NASA’s breakdown or breakthrough?
by Luis Fernández Carril
|The reactions after the NASA budget request was released have focused on the future of space exploration without regard of the science funding needed to get it done in the first place, as it has also been requested.|
All three reports lead to the recently proposed budget. The budget proposal sent by the President has created turmoil in the media, in Congress, and in the general public. Most of the attention has been devoted to plans to cancel the Constellation Program, started in 2004 by President George W. Bush through the Vision for Space Exploration. This means an end to the Ares rocket construction and the Orion crew capsule. Over $9 billion has already been invested in the project and a sudden cancelation has created concern and instant debate regarding the presidential proposal.
Following the mentioned reports, the Obama administration proposes to continue with the retirement of the Space Shuttle, as originally planned, and to extend the life of the International Space Station (ISS) to 2020. With this, the US will not have a vehicle to send humans to the ISS other than through the Russians, while waiting for the development of rocket technologies by the private industry as proposed in the budget.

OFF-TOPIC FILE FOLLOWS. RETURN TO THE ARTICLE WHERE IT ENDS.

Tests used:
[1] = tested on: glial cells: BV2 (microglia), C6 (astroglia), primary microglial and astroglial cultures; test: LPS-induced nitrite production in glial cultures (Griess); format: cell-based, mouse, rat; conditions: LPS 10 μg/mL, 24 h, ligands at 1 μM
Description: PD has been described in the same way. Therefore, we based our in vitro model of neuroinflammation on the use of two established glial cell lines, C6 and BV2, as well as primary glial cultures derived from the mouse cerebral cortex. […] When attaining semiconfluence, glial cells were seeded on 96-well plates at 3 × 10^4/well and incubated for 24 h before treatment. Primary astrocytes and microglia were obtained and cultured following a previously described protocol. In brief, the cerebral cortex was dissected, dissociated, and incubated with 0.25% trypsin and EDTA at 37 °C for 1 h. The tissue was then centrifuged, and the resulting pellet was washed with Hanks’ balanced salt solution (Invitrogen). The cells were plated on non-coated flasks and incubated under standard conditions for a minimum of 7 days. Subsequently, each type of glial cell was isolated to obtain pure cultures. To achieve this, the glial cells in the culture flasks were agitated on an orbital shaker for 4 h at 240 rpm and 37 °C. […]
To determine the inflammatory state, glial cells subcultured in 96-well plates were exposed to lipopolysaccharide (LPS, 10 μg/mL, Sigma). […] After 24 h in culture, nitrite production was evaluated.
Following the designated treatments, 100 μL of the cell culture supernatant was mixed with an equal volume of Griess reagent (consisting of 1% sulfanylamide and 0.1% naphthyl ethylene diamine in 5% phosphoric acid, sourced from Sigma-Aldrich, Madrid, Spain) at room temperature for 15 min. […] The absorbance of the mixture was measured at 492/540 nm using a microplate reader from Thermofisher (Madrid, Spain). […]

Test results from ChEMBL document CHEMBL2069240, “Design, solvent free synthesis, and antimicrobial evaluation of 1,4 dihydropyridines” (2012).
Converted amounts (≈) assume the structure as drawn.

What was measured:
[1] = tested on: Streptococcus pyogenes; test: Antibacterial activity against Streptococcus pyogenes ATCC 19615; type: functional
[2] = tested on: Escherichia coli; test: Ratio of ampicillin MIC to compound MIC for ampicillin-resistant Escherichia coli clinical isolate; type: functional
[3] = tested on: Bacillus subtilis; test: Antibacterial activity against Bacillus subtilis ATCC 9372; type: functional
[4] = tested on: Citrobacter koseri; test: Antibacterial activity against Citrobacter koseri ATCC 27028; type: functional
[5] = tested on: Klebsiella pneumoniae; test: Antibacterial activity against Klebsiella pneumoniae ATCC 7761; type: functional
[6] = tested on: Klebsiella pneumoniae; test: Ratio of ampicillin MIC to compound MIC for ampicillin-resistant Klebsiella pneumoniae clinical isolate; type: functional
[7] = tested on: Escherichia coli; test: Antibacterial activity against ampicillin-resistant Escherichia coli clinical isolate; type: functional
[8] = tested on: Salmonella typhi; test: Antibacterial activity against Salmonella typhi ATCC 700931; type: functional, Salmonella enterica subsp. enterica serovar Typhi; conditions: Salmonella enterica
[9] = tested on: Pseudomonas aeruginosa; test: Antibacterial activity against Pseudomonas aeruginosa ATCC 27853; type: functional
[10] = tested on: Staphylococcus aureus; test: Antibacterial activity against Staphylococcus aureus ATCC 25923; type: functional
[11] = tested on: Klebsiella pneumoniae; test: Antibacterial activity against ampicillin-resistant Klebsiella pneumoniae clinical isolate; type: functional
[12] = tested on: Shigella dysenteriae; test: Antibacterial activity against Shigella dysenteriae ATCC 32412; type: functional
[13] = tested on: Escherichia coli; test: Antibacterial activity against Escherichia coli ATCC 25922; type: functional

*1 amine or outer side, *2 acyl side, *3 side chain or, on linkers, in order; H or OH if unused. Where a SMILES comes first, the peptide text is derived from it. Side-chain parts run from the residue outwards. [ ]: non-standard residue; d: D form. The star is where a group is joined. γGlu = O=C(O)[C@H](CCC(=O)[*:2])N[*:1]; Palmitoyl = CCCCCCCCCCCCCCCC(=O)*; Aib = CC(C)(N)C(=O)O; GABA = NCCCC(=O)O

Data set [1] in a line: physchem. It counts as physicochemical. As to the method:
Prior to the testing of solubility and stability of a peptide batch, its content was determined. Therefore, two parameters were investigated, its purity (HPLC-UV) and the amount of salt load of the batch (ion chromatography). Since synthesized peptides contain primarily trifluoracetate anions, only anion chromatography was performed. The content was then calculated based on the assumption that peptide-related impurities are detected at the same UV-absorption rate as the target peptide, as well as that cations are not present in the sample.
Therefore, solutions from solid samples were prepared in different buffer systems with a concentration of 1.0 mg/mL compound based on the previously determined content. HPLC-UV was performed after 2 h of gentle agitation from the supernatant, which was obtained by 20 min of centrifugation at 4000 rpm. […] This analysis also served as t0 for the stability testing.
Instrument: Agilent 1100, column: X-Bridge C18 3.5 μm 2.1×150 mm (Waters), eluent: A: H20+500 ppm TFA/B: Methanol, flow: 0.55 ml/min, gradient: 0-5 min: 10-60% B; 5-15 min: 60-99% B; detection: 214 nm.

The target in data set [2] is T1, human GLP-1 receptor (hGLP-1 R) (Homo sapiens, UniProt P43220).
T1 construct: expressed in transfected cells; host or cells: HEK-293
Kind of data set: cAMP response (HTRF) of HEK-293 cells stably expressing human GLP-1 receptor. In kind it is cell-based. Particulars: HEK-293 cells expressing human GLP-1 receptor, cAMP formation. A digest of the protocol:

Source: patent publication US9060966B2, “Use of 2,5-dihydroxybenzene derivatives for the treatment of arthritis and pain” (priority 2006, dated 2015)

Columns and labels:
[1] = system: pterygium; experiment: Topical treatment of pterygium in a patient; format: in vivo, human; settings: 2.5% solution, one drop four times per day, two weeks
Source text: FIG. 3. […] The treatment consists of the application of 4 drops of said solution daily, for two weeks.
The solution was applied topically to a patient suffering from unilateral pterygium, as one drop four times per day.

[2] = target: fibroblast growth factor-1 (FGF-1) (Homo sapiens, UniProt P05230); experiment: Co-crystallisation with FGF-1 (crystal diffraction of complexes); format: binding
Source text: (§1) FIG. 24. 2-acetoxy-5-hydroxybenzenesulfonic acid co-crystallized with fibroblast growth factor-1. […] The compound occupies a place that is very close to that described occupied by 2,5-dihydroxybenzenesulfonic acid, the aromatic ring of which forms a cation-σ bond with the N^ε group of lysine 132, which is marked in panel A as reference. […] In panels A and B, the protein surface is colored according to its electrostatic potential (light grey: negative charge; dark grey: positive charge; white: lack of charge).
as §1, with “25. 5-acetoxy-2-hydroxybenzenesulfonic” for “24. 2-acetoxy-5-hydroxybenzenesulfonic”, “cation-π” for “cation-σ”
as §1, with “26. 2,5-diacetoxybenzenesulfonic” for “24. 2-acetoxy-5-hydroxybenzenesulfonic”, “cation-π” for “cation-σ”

An immediate rush of opinions arose the first week of February concerning the dismantlement of the Constellation project. The future of human space exploration is the primary issue of Congressional attention to date. To cancel Constellation, after $9 billion invested in it, and get nothing but a test flight using old technology, and to have an unproven path towards outsourcing NASA’s future in human space exploration is not to be taken lightly. It is hard to steer the wheel radically like the present administration intends to after such an enormous investment has been thrown away.
However, NASA’s budget proposal for FY2011 includes much more than to scrap Constellation. Little attention has been placed on other aspects of the budget proposal. The investment placed on the ISS is actually a major issue. Assembly of the ISS is scheduled to be completed this year. It can and will be used to its full potential. Members of Congress should also pay attention to the science that will be practiced inside the ISS. It has been said that the future of space exploration is at risk, but the research practiced in zero gravity environments is also a big contribution to space exploration, as NASA noted in a press release last month: